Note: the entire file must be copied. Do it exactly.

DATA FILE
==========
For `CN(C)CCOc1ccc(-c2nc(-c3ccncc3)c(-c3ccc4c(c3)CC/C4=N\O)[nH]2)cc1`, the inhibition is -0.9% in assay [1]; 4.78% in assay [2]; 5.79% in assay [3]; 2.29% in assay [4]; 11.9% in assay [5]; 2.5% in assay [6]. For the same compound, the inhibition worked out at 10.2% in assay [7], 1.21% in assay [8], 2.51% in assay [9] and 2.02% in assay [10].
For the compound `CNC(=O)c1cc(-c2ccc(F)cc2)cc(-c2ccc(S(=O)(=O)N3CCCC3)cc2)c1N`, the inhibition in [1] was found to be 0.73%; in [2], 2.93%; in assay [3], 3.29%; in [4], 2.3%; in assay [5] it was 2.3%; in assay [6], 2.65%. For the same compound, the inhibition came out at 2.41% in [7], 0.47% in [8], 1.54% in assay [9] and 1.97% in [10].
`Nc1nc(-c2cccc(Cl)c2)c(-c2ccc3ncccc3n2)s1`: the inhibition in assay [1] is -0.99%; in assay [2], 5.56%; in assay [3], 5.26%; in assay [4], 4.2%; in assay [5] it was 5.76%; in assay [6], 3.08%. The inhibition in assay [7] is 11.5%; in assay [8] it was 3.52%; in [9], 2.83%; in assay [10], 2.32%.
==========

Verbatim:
For `CN(C)CCOc1ccc(-c2nc(-c3ccncc3)c(-c3ccc4c(c3)CC/C4=N\O)[nH]2)cc1`, the inhibition is -0.9% in assay [1]; 4.78% in assay [2]; 5.79% in assay [3]; 2.29% in assay [4]; 11.9% in assay [5]; 2.5% in assay [6]. For the same compound, the inhibition worked out at 10.2% in assay [7], 1.21% in assay [8], 2.51% in assay [9] and 2.02% in assay [10].
For the compound `CNC(=O)c1cc(-c2ccc(F)cc2)cc(-c2ccc(S(=O)(=O)N3CCCC3)cc2)c1N`, the inhibition in [1] was found to be 0.73%; in [2], 2.93%; in assay [3], 3.29%; in [4], 2.3%; in assay [5] it was 2.3%; in assay [6], 2.65%. For the same compound, the inhibition came out at 2.41% in [7], 0.47% in [8], 1.54% in assay [9] and 1.97% in [10].
`Nc1nc(-c2cccc(Cl)c2)c(-c2ccc3ncccc3n2)s1`: the inhibition in assay [1] is -0.99%; in assay [2], 5.56%; in assay [3], 5.26%; in assay [4], 4.2%; in assay [5] it was 5.76%; in assay [6], 3.08%. The inhibition in assay [7] is 11.5%; in assay [8] it was 3.52%; in [9], 2.83%; in assay [10], 2.32%.